Published September 20, 2023
Over the last few weeks, headlines in the United States have been dominated by a string of cheery economic news: The inflation rate has plunged, unemployment remains historically low, and economists are tripping over one another to reduce their forecast chances of a recession. Goldman Sachs, perhaps the most highly regarded analysts on Wall Street, went so far as to put the odds of a U.S. recession in the next year at just 20 percent. In all this, America is riding high compared to Europe, where many countries are already in recession and inflation remains at 5.5 percent. Fantastic news, right? Well, not if you’re in the doomsday prophet business, or if you’re a conservative pundit.
For much of the past year and a half, conservative politicians and commentators have barely been able to conceal their glee at the coming economic train wreck. Not content with echoing economists’ own fears that a recession was looming, many went further, insisting that we were already in a recession and that the government and media were lying to us about it. Of course, it’s not hard to see why. Political strategists have long since learned that the best way to motivate voters in the short term is by pointing to their pocketbooks, if those pocketbooks are feeling a bit empty and “the other side” is in power. But it’s also a high-risk strategy, since it relies on a continued stream of negative news; once things look a bit rosier, voters will understandably ask whether you have any substantive reasons they should vote for you.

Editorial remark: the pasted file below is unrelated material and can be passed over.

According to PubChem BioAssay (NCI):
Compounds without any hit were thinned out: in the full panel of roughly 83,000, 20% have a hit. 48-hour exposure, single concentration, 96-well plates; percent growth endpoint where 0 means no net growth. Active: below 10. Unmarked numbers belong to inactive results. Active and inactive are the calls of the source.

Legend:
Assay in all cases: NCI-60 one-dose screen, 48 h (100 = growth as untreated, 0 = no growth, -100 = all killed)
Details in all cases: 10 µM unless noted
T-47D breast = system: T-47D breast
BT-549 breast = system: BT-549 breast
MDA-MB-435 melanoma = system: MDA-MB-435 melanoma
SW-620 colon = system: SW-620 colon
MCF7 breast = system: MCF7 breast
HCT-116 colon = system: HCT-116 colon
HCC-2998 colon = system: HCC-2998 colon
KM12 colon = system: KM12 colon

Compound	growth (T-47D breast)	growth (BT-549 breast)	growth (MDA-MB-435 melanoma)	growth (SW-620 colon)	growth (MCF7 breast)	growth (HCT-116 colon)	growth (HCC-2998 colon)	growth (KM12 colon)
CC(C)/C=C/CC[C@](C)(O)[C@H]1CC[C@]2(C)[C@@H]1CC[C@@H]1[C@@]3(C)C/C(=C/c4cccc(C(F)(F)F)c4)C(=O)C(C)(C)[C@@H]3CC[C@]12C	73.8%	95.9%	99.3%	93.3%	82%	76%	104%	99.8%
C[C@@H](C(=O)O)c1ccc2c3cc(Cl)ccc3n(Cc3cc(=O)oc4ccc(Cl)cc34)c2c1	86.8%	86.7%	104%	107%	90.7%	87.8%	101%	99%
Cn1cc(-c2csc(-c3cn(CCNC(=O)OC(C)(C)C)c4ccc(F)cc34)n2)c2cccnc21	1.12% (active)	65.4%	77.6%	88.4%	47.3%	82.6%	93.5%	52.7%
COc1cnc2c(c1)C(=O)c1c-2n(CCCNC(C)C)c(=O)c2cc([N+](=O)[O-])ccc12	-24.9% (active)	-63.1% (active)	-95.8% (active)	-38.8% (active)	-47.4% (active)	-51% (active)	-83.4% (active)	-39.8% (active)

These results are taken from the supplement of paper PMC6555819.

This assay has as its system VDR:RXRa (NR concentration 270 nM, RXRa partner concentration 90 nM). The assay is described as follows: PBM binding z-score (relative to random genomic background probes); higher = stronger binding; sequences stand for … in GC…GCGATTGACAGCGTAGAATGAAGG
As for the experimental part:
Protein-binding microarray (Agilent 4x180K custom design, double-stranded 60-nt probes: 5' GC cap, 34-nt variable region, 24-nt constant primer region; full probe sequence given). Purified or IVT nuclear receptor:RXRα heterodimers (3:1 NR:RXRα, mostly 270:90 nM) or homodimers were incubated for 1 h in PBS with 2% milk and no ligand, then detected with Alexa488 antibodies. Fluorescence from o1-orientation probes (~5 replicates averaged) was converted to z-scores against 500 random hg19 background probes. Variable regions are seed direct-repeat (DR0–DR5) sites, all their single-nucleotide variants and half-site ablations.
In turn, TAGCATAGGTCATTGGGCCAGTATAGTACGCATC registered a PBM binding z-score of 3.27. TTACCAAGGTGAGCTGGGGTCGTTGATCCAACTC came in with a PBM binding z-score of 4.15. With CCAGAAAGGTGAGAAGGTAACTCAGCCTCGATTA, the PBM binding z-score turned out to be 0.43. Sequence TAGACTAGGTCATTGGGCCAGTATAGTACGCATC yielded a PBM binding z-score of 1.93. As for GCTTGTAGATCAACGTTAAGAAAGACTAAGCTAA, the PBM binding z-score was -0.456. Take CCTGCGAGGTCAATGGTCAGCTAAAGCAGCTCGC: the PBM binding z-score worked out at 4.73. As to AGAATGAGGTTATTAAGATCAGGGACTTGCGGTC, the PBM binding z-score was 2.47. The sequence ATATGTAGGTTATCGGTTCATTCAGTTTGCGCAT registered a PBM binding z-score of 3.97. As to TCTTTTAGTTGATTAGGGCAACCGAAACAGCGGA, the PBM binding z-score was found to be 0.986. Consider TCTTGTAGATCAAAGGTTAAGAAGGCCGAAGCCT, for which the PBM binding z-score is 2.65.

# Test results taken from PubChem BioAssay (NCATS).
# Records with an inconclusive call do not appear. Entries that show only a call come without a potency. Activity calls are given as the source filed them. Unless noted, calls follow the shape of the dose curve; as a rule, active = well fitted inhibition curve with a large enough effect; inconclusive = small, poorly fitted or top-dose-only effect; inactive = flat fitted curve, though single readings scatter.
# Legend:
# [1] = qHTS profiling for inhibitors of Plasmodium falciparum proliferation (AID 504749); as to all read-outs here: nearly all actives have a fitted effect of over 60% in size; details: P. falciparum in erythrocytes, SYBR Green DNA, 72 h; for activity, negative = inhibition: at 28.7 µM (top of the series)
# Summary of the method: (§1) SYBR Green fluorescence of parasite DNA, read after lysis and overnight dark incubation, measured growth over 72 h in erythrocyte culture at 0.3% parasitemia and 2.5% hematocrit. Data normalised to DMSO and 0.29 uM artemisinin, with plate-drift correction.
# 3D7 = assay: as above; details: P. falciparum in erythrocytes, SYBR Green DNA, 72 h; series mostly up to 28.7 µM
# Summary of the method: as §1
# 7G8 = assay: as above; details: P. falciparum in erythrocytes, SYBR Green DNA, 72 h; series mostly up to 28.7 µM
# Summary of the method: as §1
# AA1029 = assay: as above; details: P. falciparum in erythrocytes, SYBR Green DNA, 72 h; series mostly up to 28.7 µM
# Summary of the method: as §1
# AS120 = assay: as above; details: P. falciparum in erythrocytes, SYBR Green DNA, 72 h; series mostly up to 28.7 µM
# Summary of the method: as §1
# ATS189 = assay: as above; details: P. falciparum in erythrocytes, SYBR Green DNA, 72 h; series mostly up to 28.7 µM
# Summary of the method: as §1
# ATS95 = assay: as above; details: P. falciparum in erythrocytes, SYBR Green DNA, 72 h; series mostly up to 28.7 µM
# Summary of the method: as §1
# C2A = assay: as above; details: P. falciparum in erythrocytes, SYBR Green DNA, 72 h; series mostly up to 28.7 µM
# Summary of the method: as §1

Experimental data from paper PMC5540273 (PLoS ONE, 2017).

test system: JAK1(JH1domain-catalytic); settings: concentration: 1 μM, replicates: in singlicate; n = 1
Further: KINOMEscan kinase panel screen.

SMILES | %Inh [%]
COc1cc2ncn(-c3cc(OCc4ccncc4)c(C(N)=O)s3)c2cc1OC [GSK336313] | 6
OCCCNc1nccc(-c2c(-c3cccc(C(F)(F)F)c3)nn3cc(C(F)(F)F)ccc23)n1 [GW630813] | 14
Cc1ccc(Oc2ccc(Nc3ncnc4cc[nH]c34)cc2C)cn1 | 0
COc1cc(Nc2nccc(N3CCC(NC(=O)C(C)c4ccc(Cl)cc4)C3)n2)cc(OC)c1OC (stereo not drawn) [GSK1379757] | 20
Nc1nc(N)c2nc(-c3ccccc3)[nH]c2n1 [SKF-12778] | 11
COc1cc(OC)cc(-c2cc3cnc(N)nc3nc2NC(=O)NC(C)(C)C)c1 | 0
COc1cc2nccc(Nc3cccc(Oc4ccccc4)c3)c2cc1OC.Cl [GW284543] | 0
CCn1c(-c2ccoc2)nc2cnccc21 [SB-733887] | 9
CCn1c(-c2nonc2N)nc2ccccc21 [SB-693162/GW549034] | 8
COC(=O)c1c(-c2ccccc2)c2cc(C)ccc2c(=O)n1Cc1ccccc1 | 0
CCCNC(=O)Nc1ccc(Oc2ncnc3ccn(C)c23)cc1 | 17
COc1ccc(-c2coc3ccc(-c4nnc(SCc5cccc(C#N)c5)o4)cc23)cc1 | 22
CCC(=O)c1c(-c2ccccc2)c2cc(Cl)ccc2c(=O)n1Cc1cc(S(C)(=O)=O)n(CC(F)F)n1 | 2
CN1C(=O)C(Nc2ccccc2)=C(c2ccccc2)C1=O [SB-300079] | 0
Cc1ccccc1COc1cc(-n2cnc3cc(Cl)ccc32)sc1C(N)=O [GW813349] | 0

Brad Littlejohn (Ph.D., University of Edinburgh) is the founder and president of the Davenant Institute. He also works as a fellow at the Ethics and Public Policy Center and has taught for several institutions, including Moody Bible Institute–Spokane, Bethlehem College and Seminary, and Patrick Henry College.
Brad Littlejohn, Ph.D., is a Fellow in EPPC’s Evangelicals in Civic Life Program, where his work focuses on helping public leaders understand the intellectual and historical foundations of our current breakdown of public trust, social cohesion, and sound governance. His research investigates shifting understandings of the nature of freedom and authority, and how a more full-orbed conception of freedom, rooted in the Christian tradition, can inform policy that respects both the dignity of the individual and the urgency of the common good. He also serves as President of the Davenant Institute.